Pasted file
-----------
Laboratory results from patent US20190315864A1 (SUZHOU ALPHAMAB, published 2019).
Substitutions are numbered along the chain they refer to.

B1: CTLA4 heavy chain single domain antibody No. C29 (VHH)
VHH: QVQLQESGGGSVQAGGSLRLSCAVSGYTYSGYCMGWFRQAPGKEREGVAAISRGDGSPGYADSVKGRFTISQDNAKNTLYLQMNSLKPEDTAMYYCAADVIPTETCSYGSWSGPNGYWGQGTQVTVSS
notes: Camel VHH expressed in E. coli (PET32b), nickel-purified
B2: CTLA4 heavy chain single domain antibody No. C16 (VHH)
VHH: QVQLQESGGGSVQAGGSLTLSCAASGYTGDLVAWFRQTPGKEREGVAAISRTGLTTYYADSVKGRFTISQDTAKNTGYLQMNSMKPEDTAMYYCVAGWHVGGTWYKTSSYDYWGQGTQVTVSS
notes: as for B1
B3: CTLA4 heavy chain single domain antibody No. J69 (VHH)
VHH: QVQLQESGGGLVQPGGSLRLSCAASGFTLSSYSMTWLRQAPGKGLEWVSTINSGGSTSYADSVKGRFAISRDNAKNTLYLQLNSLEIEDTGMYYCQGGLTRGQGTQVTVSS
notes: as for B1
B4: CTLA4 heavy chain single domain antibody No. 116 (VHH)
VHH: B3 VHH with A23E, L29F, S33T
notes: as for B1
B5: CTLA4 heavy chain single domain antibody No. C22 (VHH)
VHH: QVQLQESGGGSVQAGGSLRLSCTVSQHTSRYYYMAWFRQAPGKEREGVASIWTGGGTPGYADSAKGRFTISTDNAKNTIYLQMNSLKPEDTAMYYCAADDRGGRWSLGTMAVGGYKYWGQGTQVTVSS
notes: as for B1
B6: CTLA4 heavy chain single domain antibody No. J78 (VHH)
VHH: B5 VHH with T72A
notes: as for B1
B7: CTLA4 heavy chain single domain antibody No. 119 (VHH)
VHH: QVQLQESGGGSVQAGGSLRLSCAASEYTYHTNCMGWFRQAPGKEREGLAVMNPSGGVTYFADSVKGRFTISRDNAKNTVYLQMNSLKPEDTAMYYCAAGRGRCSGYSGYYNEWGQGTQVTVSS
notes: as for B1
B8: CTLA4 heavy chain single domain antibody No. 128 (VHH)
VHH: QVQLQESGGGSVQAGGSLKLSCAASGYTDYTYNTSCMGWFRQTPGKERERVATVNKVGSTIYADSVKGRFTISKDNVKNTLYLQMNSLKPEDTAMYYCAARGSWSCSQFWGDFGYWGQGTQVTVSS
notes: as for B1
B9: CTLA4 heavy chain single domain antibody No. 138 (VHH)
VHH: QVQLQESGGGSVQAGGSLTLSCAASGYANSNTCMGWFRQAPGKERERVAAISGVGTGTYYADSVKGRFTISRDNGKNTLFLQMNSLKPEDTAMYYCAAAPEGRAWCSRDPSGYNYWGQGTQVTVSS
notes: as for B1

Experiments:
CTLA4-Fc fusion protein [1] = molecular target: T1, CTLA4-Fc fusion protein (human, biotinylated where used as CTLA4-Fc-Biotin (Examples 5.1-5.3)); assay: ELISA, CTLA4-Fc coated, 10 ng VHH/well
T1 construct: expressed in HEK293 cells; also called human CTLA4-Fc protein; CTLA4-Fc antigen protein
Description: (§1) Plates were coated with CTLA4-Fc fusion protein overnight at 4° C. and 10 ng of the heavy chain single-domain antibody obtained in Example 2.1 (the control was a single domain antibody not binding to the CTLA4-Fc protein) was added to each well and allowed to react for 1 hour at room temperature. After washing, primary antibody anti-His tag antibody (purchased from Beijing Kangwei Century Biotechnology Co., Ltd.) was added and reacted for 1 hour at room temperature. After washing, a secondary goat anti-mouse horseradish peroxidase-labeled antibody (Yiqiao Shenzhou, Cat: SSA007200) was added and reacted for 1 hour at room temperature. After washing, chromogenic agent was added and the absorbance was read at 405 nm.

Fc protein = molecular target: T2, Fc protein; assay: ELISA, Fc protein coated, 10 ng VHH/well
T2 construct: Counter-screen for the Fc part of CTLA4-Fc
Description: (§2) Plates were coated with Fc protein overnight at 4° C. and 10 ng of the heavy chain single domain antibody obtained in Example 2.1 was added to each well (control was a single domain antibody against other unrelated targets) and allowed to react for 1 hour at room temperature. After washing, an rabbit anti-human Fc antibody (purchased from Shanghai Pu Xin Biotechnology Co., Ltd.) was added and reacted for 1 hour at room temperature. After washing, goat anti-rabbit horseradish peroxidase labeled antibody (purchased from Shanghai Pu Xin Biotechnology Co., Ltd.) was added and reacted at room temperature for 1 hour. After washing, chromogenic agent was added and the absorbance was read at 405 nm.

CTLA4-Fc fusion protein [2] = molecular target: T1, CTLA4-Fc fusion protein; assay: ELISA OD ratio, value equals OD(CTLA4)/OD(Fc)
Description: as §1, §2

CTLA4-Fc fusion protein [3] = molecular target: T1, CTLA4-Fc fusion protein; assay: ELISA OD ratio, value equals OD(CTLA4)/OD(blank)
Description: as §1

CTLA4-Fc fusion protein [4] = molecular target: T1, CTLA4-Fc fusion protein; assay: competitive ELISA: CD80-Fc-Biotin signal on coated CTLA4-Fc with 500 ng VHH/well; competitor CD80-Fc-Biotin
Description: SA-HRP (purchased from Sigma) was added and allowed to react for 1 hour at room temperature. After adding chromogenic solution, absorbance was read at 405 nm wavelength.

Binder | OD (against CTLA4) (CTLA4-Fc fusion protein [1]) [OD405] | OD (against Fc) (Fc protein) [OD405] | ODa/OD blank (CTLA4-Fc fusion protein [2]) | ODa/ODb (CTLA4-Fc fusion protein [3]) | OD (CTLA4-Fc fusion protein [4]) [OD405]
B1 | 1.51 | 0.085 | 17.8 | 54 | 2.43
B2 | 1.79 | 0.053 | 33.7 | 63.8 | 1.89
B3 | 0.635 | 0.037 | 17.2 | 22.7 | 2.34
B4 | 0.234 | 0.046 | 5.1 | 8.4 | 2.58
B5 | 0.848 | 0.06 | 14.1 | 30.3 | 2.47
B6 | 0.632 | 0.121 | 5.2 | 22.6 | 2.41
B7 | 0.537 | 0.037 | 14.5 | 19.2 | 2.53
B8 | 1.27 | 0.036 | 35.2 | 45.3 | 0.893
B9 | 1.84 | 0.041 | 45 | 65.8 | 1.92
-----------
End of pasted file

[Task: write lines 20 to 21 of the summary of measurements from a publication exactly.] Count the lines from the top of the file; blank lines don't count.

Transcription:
notes: as for B1
B7: CTLA4 heavy chain single domain antibody No. 119 (VHH)